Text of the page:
fighting spam and scams on the Internet
"419" Scam – Advance Fee / Fake Lottery Scam
The so-called "419" scam is a type of fraud dominated by criminals from Nigeria and other countries in Africa. Victims of the scam are promised a large amount of money, such as a lottery prize, inheritance, money sitting in some bank account, etc.
Victims never receive this non-existent fortune but are tricked into sending their money to the criminals, who remain anonymous. They hide their real identity and location by using fake names and fake postal addresses as well as communicating via anonymous free email accounts and mobile phones.
Keep in mind that scammers DO NOT use their real names when defrauding people.
The criminals either abuse names of real people or companies or invent names or addresses.
Any real people or companies mentioned below have NO CONNECTION to the scammers!
Read more about such scams here or in our 419 FAQ. Use the Scam-O-Matic to verify suspect emails.
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Some comments by the Scam-O-Matic about the following email:
- This email uses a separate reply address that is different from the sender address. Spammers use this to get replies even when the original spam sending accounts have been shut down. Also, sometimes the sender addresses are legitimate looking but fake and only the reply address is actually an email account controlled by the scammers.
- The following phrases in this message should put you on alert:
- ",500,000" (they want you to be blinded by the prospect of quick money, but the only money that ever changes hands in 419 scams is from you to the criminals)
- "00,000.00" (they want you to be blinded by the prospect of quick money, but the only money that ever changes hands in 419 scams is from you to the criminals)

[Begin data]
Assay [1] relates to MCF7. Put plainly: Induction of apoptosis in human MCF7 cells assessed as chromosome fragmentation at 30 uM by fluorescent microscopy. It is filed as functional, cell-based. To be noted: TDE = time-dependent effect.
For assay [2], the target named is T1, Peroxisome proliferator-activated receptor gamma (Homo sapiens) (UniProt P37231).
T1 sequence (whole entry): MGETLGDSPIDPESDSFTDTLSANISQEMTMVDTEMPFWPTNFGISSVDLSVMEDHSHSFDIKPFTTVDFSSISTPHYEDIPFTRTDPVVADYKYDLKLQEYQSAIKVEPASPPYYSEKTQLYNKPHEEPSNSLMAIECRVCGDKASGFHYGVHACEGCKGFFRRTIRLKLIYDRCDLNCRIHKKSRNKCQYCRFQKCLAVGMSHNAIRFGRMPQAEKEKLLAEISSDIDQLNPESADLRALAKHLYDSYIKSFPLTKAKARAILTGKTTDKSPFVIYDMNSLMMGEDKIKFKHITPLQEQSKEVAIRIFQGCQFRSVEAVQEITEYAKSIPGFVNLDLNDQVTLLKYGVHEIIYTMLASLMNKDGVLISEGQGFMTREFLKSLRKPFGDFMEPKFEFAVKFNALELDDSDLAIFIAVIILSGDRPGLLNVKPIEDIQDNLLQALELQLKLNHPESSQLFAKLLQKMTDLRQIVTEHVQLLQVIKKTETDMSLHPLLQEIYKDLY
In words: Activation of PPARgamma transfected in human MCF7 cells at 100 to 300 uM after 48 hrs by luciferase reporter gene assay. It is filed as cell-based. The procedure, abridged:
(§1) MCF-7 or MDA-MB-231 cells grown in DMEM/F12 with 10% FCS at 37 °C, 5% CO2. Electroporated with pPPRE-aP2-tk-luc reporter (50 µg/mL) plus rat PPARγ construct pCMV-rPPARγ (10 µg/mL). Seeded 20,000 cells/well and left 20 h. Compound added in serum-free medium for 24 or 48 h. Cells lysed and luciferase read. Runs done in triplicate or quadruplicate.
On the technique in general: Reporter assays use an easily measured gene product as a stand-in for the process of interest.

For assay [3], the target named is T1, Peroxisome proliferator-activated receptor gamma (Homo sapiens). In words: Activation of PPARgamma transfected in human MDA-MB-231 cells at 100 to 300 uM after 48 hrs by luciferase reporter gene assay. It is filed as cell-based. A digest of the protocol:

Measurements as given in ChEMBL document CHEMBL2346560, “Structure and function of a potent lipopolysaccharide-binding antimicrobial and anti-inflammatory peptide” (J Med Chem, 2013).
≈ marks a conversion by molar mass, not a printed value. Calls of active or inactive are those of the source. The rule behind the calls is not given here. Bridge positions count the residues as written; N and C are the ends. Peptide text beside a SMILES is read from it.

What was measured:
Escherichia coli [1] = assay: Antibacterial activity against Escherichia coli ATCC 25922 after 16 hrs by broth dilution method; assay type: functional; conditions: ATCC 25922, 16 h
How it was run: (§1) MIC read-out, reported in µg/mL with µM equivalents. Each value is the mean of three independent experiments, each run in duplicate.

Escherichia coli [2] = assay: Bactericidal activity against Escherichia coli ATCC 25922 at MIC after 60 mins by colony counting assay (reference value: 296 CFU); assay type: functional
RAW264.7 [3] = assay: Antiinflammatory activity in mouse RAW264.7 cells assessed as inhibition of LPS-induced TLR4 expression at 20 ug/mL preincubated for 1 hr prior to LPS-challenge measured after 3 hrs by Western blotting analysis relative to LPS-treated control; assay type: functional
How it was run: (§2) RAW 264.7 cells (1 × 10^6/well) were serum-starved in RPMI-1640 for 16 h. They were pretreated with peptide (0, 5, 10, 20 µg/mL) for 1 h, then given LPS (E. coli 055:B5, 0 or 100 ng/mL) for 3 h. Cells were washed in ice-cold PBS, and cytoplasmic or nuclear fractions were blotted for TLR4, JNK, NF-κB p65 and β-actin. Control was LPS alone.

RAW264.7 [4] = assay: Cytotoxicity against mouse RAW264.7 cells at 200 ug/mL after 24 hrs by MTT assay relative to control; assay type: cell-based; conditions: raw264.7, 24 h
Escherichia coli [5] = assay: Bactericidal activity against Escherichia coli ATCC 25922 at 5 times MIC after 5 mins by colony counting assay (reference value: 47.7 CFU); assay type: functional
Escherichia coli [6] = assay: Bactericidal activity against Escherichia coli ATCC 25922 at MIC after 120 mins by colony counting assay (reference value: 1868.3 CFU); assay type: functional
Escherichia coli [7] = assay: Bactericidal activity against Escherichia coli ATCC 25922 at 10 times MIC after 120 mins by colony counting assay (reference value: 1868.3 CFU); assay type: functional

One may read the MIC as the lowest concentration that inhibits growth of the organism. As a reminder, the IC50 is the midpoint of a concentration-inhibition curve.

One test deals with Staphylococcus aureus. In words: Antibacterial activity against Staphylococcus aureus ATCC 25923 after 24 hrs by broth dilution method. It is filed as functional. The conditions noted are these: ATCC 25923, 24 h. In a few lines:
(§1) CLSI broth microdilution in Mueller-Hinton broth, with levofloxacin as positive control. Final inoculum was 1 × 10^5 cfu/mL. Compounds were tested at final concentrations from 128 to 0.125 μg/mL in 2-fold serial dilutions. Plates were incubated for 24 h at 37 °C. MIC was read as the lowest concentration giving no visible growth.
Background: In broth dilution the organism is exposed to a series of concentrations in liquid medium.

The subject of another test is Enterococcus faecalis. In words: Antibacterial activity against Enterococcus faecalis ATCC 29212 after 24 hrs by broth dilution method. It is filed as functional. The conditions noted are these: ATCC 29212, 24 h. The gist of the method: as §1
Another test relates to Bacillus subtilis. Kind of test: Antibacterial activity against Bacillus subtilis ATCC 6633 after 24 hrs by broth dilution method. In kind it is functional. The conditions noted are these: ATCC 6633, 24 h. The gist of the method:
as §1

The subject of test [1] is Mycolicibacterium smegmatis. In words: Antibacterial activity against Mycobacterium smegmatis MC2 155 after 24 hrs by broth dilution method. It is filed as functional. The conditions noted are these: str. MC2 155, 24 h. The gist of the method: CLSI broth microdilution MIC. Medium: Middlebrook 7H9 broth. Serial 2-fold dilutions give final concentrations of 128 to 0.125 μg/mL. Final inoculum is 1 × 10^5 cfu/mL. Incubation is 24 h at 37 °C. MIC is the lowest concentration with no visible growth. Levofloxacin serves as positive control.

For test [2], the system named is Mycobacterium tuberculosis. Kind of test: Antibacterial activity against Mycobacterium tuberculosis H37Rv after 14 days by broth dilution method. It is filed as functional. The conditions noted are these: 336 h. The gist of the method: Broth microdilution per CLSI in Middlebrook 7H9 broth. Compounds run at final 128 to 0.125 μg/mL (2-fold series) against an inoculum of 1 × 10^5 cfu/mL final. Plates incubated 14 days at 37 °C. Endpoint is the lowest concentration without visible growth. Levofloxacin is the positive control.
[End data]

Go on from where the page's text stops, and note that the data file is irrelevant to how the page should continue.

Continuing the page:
- "united state of america" (this email uses bad English)
- "cotonou" (a location commonly mentioned in 419 scams)
- This email message is a 419 scam. Please see our 419 FAQ for more details on such scams.
- This email lists free webmail addresses. Use of such addresses is typical for scams. Lotteries, banks and any but the smallest of companies do not normally use such addresses. Criminals use them to anonymously send and receive email at Internet cafes.
- email@example.com (AOL; can be used from anywhere worldwide)
Fraud email example:
From: "Rev. Sister Mary Thomas" <firstname.lastname@example.org>
Date: Fri, 15 Oct 2021 01:31:40 -0700
Subject: I AM WAITING FOR YOUR REPLY TO MY FIRST MAIL, THANK YOU AND REMAIN BLESS.
My name is Rev. Sister Mary Thomas from St' Mary's Catholic Church
Cathedral Cotonou Benin Du Republic, i wish to inform you that we lost
Rev. Fr. Clement Sandy.
Late Rev. Fr. Clement Sandy died on 13th March 2020, he is an Orphan
from Pontiac Michigan United State of America, but nationalized in
St'Mary's Catholic Church Cathedral Cotonou Benin Du Republic.
Before his death, he made a Will and gave an instruction to contact
you Via your e-mail address when he died as his Next of Kin. I am glad
to inform you that late Rev. Fr. Clement Sandy made you the
beneficiary of his will at the sum of $6,500,000.00 and i know you
might be wondering how late Rev. Father Clement Sandy made you the
beneficiary of his WILL.
He made a random sampling of many people's e-mail addresses as his
spirit direct him, by the help of MICROSOFT INTERNATIONAL FIRM and
yours came out as a draw before Leukemia took him. That is how you
were picked as his sole beneficiary to be contacted after he pass on
and memorial service completed.
To lay claims to this WILL, contact me Via ( email@example.com )
with the information's below so that i can forward it to Premium Bank
Plc Cotonou, Benin Du Republic where the deposit is lodged for the
release of your funds.
Next of kin:
Private Phone number:
Thank you and remain bless,
Rev.Sister Mary Thomas.